Friday, January 15, 2010

Colorado Library Leaders: Trends, Tips & Techniques

Last year, my assistant, Aspen Walker, asked me what I thought would be useful for her as she explored the library environment, and investigated paths to administrative positions. (Her background includes a recent MLIS, and years before that working in public relations.) I suggested that she interview a variety of library leaders, mostly around the metro area. She did so, and wrote up this report, which I suggested she share with anyone who might be interested. It's a good snapshot of several big trends in Colorado today, and is thus a good discussion piece. It's called "Trends, Tips & Techniques."

New DCL blog

This new blog, "Bottles 2 Backpacks," is a monthly blog hosted by Youth Librarians at Douglas County Libraries. As my wonderful staff say, "Our focus will be on children from birth to age 12. We look forward to sharing tips and ideas about parenting from parents and librarians each month. Feel free to comment on our topics and please let us know what parenting questions and concerns you have so that we can discover the best resources and answers for you."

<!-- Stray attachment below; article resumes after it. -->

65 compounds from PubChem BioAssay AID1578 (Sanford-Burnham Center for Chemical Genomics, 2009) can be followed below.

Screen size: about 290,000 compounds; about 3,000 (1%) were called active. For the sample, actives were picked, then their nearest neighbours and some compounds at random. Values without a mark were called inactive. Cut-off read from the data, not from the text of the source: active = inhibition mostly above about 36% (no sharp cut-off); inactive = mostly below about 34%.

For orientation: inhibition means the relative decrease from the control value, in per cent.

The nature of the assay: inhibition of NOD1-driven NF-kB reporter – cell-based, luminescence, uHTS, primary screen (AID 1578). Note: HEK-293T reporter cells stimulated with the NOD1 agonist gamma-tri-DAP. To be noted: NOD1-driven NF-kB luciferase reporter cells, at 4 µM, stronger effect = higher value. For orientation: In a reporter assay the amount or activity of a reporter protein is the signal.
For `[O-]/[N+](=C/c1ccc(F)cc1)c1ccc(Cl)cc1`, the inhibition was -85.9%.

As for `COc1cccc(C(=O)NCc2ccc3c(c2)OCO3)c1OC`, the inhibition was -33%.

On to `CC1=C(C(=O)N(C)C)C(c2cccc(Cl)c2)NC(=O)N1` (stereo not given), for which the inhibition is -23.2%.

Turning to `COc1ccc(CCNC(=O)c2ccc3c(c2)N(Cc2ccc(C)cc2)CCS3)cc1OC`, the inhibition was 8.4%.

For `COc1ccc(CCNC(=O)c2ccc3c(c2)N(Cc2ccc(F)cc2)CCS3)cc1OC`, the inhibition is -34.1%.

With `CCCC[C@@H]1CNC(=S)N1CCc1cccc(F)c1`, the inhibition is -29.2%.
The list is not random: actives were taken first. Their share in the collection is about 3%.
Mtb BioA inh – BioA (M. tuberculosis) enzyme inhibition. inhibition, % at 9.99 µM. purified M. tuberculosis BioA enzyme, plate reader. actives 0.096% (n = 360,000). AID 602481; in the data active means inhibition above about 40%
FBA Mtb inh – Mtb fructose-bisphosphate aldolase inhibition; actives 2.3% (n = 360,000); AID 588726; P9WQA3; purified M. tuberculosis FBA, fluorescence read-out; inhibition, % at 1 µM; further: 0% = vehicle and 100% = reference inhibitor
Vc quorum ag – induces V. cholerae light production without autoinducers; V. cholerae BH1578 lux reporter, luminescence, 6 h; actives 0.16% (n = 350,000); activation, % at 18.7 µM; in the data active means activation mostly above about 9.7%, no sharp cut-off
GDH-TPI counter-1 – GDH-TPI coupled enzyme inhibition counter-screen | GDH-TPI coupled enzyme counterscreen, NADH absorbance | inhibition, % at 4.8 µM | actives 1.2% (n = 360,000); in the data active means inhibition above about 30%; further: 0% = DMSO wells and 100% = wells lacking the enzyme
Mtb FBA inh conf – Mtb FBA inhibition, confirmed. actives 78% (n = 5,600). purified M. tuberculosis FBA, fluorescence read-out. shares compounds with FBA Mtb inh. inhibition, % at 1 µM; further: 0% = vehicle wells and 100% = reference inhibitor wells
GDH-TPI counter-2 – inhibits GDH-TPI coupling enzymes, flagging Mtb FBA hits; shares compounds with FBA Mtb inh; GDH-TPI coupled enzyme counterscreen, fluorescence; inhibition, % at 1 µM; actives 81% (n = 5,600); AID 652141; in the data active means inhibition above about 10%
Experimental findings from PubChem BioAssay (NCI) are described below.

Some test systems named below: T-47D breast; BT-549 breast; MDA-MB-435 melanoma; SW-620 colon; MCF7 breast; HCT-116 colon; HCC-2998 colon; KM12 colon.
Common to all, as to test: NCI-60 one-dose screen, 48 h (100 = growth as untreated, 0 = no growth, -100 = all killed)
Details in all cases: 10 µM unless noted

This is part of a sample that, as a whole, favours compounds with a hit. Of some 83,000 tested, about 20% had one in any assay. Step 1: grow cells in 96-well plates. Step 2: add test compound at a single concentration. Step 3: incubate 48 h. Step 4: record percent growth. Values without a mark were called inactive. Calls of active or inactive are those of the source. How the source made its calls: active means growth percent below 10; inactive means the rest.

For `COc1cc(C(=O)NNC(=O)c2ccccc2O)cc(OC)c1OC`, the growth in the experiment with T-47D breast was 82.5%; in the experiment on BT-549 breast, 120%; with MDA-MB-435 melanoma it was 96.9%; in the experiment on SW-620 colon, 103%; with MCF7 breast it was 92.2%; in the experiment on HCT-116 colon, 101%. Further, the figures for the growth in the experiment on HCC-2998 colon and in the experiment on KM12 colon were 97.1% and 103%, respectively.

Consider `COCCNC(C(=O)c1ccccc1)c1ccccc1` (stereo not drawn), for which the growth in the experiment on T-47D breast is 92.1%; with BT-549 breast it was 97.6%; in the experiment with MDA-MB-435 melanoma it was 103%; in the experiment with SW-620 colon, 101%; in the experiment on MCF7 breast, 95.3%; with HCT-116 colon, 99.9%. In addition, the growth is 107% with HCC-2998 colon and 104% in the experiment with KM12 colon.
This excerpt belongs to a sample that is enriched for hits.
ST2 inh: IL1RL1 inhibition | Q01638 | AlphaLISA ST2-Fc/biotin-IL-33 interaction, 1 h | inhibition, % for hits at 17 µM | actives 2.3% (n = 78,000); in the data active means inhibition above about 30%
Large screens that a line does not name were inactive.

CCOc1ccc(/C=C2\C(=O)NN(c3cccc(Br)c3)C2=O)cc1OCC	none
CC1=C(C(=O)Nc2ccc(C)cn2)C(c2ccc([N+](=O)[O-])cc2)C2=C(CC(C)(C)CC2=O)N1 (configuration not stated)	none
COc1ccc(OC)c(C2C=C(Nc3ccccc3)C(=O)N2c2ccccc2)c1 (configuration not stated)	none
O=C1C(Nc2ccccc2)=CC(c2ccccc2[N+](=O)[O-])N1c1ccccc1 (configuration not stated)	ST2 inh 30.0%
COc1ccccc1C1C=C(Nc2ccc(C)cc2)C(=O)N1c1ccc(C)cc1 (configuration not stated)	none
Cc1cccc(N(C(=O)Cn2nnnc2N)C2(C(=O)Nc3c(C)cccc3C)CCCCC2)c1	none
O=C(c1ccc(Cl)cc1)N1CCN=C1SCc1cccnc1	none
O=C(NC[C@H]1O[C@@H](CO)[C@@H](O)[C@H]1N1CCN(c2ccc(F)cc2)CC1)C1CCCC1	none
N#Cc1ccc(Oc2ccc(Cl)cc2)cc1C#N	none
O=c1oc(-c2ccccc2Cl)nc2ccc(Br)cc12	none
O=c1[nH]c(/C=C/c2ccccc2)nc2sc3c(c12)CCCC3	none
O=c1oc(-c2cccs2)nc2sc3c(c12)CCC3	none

Google alert: I died three days ago

A man with my name, only a little older (61) died in Grass Valley, California on January 12. It happens that my family and I were out there in 2008 to a wedding. It also happens that this other James H. LaRue was born in Harvey, IL, not that far from where I was born. I'm not aware of this branch of the family. But it's clear from his picture in the obituary notice (click on this entry's title to see it) that he's definitely kin. He sounds like an interesting guy. I'm sorry I didn't know him.

Privacy and ebooks

The Electronic Frontier Foundation put together this handy chart that begins to compare some of the ways your privacy might be compromised through the use of ebooks. Of course, the same sort of thing applies to public libraries: we create records of what you borrow. On the other hand, our systems are designed (the better to protect your privacy) to forget what you borrowed, providing only that you bring it back on time.